analog video stream



  • @jt1001001 I don't think the solution is to hobble something together from parts, but to provide a simple to use and hands off solution. Excluding turning the TV on.

    Not that using this may work, no one wants something that looks and feels hobbled.



  • So @Mike-Davis have you made any separate considerations for this, is there a budget for this?


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    @DustinB3403 There isn't a budget. Someone bought two TVs, and then came to me and asked me what else they needed. I guessing the TVs aren't smart TVs. Even if they are, I just tried taking a Foscam camera I had and going to it from the web browser in my samsung smart TV. It flat out didn't work. I could get to the web page, but the "server push" mode wouldn't work. (I knew the Active X mode wasn't going to work.) On my laptop, I only get audio if I download a plug in, so I don't think a camera like that is going to work on most TVs.

    The other camera I have on my bench is a Ubiquiti Unifi G3 dome. I know I can't view that with a browser, so I'm going to have to set up a server just to test that unless I'm missing something.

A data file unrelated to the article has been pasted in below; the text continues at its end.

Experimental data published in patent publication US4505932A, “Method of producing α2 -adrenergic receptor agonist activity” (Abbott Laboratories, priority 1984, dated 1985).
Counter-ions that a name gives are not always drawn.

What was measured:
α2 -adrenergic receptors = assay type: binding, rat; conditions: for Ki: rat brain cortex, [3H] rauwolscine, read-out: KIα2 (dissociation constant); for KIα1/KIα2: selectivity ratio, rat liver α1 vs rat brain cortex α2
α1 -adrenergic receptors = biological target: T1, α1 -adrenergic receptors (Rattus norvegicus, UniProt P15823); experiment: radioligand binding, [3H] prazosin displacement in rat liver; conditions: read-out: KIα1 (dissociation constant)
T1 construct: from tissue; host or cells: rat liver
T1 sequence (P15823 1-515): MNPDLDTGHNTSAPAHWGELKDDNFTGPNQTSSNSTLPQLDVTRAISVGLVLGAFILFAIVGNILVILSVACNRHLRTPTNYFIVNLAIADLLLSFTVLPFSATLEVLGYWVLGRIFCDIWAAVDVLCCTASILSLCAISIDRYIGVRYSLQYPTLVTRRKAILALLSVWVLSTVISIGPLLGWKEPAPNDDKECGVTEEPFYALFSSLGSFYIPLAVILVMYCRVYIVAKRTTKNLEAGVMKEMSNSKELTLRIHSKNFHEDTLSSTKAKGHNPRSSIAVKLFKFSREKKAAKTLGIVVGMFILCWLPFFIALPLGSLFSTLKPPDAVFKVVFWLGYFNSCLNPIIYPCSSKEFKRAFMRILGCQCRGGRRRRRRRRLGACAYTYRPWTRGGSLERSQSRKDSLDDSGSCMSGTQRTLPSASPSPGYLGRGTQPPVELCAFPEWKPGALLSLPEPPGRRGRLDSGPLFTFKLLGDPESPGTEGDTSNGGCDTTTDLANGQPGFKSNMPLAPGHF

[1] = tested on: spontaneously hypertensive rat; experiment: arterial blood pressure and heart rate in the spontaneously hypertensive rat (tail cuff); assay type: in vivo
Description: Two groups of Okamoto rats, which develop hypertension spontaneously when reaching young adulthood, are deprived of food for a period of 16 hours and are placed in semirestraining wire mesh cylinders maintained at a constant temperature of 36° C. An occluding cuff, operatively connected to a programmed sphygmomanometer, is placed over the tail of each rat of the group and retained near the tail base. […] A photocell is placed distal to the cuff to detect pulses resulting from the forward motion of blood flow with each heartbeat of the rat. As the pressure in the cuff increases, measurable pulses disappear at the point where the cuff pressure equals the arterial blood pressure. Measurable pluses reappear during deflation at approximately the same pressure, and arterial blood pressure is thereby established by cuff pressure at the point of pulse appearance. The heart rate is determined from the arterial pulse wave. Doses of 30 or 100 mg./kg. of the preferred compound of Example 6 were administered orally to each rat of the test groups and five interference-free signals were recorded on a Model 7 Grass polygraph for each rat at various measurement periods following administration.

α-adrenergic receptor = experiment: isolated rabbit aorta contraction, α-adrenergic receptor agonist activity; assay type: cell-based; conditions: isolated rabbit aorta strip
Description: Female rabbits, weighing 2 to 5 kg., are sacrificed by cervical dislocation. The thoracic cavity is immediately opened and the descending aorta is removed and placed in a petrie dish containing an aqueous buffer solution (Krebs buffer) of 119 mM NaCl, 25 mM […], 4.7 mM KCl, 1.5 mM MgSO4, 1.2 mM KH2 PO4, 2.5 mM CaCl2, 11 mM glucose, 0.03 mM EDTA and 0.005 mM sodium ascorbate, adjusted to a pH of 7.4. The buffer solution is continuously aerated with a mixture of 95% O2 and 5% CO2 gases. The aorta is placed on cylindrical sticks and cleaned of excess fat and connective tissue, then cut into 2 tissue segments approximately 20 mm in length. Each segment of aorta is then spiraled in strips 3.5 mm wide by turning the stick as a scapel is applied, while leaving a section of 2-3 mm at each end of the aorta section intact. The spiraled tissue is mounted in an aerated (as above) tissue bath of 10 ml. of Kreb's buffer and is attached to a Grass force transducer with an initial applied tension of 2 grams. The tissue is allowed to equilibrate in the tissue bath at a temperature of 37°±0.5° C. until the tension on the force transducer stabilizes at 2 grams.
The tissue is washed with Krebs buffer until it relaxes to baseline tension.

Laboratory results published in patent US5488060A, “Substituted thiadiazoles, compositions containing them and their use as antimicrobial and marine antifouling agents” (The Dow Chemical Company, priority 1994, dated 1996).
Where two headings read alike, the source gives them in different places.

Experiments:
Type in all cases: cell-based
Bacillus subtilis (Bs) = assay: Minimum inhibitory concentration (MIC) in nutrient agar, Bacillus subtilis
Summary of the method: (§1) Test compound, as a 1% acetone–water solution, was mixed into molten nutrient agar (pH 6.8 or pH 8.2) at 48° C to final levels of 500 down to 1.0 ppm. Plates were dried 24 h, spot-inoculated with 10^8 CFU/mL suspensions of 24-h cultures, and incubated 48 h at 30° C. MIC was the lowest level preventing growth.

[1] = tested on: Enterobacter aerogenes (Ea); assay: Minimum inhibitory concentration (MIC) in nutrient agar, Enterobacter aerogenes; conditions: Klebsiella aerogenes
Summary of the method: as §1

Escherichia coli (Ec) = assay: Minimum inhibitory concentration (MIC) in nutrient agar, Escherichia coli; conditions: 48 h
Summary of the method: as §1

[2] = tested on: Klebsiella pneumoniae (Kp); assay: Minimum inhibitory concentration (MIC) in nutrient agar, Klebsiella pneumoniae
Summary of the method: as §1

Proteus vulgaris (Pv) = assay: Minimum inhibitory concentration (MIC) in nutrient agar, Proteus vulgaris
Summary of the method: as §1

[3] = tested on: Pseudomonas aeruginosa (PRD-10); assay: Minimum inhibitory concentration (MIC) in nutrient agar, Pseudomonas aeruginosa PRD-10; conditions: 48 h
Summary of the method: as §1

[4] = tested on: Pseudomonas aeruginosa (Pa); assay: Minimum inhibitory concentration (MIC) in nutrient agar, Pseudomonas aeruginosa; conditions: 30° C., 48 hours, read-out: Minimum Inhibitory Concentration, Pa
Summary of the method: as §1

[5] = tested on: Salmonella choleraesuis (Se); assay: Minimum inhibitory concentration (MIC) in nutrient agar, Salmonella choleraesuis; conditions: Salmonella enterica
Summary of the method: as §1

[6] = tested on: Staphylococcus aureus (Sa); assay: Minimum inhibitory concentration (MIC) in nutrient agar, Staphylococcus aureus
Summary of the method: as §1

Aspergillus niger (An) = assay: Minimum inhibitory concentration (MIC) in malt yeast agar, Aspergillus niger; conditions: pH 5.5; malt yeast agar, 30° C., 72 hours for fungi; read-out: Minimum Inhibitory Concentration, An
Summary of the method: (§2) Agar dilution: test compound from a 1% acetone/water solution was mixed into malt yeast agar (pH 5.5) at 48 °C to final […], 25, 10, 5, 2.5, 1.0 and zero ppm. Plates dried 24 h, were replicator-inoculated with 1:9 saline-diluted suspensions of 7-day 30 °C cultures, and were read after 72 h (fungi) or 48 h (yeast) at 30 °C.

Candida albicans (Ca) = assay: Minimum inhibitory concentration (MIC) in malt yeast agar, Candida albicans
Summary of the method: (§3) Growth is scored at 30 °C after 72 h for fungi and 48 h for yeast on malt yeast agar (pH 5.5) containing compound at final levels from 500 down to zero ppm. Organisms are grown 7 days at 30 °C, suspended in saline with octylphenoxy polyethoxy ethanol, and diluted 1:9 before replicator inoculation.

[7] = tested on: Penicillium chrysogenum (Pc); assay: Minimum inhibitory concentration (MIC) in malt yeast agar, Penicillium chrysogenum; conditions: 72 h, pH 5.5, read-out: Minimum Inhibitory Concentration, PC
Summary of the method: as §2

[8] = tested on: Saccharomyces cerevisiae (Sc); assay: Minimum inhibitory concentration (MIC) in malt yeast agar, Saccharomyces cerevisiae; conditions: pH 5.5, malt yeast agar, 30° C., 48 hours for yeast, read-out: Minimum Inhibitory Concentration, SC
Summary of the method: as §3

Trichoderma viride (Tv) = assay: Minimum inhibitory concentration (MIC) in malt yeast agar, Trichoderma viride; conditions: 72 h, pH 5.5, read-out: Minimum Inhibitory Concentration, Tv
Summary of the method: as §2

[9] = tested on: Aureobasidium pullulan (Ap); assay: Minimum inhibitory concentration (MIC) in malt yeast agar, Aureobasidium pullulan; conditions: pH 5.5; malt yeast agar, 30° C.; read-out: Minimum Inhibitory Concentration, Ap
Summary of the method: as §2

• Service Provider

    @Mike-Davis said in analog video stream:

    @DustinB3403 There isn't a budget. Someone bought two TVs, and then came to me and asked me what else they needed. I guessing the TVs aren't smart TVs. Even if they are, I just tried taking a Foscam camera I had and going to it from the web browser in my samsung smart TV. It flat out didn't work. I could get to the web page, but the "server push" mode wouldn't work. (I knew the Active X mode wasn't going to work.) On my laptop, I only get audio if I download a plug in, so I don't think a camera like that is going to work on most TVs.

    The other camera I have on my bench is a Ubiquiti Unifi G3 dome. I know I can't view that with a browser, so I'm going to have to set up a server just to test that unless I'm missing something.

    Your issues here are all the same.... started buying gear without any planning. The two pieces you need for this, the ONLY two pieces you need, are the right TVs and the right cameras. Neither of which have been planned correctly. So reading back, it sounds like the only goal was to move money somewhere, not to view videos. Why were televisions purchased without planning? What was their end goal?